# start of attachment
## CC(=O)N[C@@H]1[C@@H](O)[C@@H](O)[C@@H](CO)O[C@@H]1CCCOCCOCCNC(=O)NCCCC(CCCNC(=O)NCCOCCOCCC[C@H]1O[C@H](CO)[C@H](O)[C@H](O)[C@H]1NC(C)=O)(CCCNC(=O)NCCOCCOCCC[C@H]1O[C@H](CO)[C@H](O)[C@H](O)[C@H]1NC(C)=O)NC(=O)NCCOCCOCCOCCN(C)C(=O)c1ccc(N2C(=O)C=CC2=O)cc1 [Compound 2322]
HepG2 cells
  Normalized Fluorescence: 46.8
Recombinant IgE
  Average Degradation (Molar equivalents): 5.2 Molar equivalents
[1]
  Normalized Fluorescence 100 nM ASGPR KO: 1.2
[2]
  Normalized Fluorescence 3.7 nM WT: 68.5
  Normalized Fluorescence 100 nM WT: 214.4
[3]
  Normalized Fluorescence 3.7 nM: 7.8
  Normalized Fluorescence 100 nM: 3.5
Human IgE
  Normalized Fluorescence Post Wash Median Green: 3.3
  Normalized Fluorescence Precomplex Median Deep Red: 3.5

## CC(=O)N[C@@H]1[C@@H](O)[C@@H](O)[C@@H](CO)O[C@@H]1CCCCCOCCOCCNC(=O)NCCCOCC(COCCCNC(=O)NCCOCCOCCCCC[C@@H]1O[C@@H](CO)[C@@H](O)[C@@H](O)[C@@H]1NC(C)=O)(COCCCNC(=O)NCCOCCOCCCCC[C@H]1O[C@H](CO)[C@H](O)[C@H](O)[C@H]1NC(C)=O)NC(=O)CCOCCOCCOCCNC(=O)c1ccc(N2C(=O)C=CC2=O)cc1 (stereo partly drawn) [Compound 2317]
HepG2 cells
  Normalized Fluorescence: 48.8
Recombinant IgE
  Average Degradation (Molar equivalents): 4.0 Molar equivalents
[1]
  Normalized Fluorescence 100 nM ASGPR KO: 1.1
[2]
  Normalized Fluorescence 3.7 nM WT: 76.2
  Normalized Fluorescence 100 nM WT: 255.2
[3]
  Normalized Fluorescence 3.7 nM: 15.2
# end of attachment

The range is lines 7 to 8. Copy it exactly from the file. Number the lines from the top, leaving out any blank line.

  Normalized Fluorescence 100 nM ASGPR KO: 1.2
[2]